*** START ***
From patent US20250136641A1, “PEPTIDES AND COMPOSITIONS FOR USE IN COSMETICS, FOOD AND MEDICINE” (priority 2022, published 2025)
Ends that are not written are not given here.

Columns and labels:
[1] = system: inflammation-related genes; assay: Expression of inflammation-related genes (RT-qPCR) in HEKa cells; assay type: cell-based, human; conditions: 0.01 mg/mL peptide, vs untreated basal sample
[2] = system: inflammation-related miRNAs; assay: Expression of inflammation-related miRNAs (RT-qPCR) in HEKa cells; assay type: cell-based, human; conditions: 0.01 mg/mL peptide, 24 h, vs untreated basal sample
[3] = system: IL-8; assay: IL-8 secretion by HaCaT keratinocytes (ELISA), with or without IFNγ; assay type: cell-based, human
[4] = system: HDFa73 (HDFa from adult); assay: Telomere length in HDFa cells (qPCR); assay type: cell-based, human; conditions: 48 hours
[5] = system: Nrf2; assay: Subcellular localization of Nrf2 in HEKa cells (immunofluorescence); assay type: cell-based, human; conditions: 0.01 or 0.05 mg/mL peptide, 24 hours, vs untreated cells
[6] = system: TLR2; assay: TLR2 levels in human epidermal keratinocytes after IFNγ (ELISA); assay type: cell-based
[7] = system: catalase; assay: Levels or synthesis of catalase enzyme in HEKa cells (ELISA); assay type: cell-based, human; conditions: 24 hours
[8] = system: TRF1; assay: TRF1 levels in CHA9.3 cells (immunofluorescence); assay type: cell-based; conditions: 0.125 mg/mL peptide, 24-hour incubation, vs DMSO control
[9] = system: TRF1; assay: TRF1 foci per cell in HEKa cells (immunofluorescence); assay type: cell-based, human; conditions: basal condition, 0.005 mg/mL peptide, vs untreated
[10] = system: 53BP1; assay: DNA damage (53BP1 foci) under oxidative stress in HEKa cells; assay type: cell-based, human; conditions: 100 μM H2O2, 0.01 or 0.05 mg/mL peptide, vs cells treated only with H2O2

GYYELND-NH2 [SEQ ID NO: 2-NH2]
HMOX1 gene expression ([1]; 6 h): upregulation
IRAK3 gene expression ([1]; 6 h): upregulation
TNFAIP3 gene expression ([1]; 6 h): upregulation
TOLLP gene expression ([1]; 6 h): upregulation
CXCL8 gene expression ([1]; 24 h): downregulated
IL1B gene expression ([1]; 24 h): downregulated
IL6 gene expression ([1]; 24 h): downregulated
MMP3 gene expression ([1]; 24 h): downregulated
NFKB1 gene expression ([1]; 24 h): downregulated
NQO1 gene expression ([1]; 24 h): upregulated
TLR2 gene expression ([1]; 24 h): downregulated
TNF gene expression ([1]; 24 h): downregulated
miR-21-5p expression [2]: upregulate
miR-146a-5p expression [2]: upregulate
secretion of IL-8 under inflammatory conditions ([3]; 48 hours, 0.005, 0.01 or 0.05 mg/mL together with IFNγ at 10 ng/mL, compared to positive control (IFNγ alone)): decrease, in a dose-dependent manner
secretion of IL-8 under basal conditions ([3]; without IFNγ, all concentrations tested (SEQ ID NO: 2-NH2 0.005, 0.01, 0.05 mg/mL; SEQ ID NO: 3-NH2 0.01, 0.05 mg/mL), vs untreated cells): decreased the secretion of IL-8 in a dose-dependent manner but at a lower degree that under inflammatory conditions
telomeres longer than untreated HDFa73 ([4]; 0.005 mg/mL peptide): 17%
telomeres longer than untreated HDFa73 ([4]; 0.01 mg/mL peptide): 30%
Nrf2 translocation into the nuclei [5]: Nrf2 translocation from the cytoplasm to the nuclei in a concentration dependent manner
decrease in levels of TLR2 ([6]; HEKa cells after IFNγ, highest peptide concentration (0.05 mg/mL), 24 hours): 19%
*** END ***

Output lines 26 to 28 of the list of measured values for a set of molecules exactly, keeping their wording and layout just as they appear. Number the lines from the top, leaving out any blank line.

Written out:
TNF gene expression ([1]; 24 h): downregulated
miR-21-5p expression [2]: upregulate
miR-146a-5p expression [2]: upregulate